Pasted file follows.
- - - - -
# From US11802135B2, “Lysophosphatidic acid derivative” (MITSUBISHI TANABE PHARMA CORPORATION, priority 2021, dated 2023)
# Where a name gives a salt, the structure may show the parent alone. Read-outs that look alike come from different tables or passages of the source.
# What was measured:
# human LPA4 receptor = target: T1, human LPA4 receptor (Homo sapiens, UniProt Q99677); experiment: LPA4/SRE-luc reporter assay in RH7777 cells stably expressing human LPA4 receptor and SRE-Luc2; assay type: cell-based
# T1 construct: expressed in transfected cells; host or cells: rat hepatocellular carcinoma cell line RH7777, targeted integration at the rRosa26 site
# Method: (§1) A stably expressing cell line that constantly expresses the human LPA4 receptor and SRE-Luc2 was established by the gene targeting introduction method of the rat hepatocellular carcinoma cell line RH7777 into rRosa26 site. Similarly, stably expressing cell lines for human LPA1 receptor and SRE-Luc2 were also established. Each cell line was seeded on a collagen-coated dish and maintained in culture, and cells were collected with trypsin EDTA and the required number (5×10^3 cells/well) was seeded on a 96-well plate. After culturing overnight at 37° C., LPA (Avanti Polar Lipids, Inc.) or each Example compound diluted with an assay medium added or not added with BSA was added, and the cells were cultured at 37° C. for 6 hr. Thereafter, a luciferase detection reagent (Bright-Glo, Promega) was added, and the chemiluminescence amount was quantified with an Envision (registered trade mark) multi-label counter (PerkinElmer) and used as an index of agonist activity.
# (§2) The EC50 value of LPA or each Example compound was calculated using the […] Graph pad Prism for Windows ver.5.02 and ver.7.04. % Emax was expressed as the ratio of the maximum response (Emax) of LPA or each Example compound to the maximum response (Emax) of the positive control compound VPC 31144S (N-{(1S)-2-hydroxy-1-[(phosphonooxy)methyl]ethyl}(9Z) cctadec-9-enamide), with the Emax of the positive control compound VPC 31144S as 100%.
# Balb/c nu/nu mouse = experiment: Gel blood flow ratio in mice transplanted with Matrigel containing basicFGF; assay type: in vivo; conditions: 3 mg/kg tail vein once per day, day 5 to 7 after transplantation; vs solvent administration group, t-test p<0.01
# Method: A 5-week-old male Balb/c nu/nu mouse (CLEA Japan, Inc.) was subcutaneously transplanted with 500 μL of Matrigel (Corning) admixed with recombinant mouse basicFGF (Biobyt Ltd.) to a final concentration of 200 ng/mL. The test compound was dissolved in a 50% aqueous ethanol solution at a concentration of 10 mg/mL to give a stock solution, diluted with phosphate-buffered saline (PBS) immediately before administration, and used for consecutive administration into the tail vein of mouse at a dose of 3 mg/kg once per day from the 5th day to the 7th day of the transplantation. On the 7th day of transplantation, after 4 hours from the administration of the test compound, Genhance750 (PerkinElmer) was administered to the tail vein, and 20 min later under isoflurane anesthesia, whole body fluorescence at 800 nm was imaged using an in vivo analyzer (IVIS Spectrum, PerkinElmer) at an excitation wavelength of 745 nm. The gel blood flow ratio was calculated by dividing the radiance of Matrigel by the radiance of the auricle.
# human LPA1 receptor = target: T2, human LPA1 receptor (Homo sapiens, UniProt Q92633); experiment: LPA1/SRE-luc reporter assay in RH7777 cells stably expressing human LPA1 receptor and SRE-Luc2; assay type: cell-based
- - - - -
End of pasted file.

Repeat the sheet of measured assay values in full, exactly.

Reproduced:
# From US11802135B2, “Lysophosphatidic acid derivative” (MITSUBISHI TANABE PHARMA CORPORATION, priority 2021, dated 2023)
# Where a name gives a salt, the structure may show the parent alone. Read-outs that look alike come from different tables or passages of the source.
# What was measured:
# human LPA4 receptor = target: T1, human LPA4 receptor (Homo sapiens, UniProt Q99677); experiment: LPA4/SRE-luc reporter assay in RH7777 cells stably expressing human LPA4 receptor and SRE-Luc2; assay type: cell-based
# T1 construct: expressed in transfected cells; host or cells: rat hepatocellular carcinoma cell line RH7777, targeted integration at the rRosa26 site
# Method: (§1) A stably expressing cell line that constantly expresses the human LPA4 receptor and SRE-Luc2 was established by the gene targeting introduction method of the rat hepatocellular carcinoma cell line RH7777 into rRosa26 site. Similarly, stably expressing cell lines for human LPA1 receptor and SRE-Luc2 were also established. Each cell line was seeded on a collagen-coated dish and maintained in culture, and cells were collected with trypsin EDTA and the required number (5×10^3 cells/well) was seeded on a 96-well plate. After culturing overnight at 37° C., LPA (Avanti Polar Lipids, Inc.) or each Example compound diluted with an assay medium added or not added with BSA was added, and the cells were cultured at 37° C. for 6 hr. Thereafter, a luciferase detection reagent (Bright-Glo, Promega) was added, and the chemiluminescence amount was quantified with an Envision (registered trade mark) multi-label counter (PerkinElmer) and used as an index of agonist activity.
# (§2) The EC50 value of LPA or each Example compound was calculated using the […] Graph pad Prism for Windows ver.5.02 and ver.7.04. % Emax was expressed as the ratio of the maximum response (Emax) of LPA or each Example compound to the maximum response (Emax) of the positive control compound VPC 31144S (N-{(1S)-2-hydroxy-1-[(phosphonooxy)methyl]ethyl}(9Z) cctadec-9-enamide), with the Emax of the positive control compound VPC 31144S as 100%.
# Balb/c nu/nu mouse = experiment: Gel blood flow ratio in mice transplanted with Matrigel containing basicFGF; assay type: in vivo; conditions: 3 mg/kg tail vein once per day, day 5 to 7 after transplantation; vs solvent administration group, t-test p<0.01
# Method: A 5-week-old male Balb/c nu/nu mouse (CLEA Japan, Inc.) was subcutaneously transplanted with 500 μL of Matrigel (Corning) admixed with recombinant mouse basicFGF (Biobyt Ltd.) to a final concentration of 200 ng/mL. The test compound was dissolved in a 50% aqueous ethanol solution at a concentration of 10 mg/mL to give a stock solution, diluted with phosphate-buffered saline (PBS) immediately before administration, and used for consecutive administration into the tail vein of mouse at a dose of 3 mg/kg once per day from the 5th day to the 7th day of the transplantation. On the 7th day of transplantation, after 4 hours from the administration of the test compound, Genhance750 (PerkinElmer) was administered to the tail vein, and 20 min later under isoflurane anesthesia, whole body fluorescence at 800 nm was imaged using an in vivo analyzer (IVIS Spectrum, PerkinElmer) at an excitation wavelength of 745 nm. The gel blood flow ratio was calculated by dividing the radiance of Matrigel by the radiance of the auricle.
# human LPA1 receptor = target: T2, human LPA1 receptor (Homo sapiens, UniProt Q92633); experiment: LPA1/SRE-luc reporter assay in RH7777 cells stably expressing human LPA1 receptor and SRE-Luc2; assay type: cell-based